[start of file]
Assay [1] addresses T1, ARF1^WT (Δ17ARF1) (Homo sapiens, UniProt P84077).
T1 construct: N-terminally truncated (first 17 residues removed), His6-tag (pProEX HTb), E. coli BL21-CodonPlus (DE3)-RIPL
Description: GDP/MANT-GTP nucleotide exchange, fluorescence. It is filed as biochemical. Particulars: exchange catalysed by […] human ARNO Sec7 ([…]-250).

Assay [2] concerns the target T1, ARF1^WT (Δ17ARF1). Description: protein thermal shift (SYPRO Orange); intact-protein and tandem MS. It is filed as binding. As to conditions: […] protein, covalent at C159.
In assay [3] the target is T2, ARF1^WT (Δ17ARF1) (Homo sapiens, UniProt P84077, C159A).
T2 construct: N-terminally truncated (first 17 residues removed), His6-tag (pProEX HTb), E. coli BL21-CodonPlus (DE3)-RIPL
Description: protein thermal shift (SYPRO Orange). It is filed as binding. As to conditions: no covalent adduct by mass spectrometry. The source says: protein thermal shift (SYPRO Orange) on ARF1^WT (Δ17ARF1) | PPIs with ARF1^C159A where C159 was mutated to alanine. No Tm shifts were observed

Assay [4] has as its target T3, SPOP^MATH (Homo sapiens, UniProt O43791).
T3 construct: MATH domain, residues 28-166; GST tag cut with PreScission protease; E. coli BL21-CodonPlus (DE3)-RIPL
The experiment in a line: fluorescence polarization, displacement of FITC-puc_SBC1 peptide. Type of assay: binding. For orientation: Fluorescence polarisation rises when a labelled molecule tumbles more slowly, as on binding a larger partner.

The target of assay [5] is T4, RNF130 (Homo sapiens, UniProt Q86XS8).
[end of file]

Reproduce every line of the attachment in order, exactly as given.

Assay [1] addresses T1, ARF1^WT (Δ17ARF1) (Homo sapiens, UniProt P84077).
T1 construct: N-terminally truncated (first 17 residues removed), His6-tag (pProEX HTb), E. coli BL21-CodonPlus (DE3)-RIPL
Description: GDP/MANT-GTP nucleotide exchange, fluorescence. It is filed as biochemical. Particulars: exchange catalysed by […] human ARNO Sec7 ([…]-250).

Assay [2] concerns the target T1, ARF1^WT (Δ17ARF1). Description: protein thermal shift (SYPRO Orange); intact-protein and tandem MS. It is filed as binding. As to conditions: […] protein, covalent at C159.
In assay [3] the target is T2, ARF1^WT (Δ17ARF1) (Homo sapiens, UniProt P84077, C159A).
T2 construct: N-terminally truncated (first 17 residues removed), His6-tag (pProEX HTb), E. coli BL21-CodonPlus (DE3)-RIPL
Description: protein thermal shift (SYPRO Orange). It is filed as binding. As to conditions: no covalent adduct by mass spectrometry. The source says: protein thermal shift (SYPRO Orange) on ARF1^WT (Δ17ARF1) | PPIs with ARF1^C159A where C159 was mutated to alanine. No Tm shifts were observed

Assay [4] has as its target T3, SPOP^MATH (Homo sapiens, UniProt O43791).
T3 construct: MATH domain, residues 28-166; GST tag cut with PreScission protease; E. coli BL21-CodonPlus (DE3)-RIPL
The experiment in a line: fluorescence polarization, displacement of FITC-puc_SBC1 peptide. Type of assay: binding. For orientation: Fluorescence polarisation rises when a labelled molecule tumbles more slowly, as on binding a larger partner.

The target of assay [5] is T4, RNF130 (Homo sapiens, UniProt Q86XS8).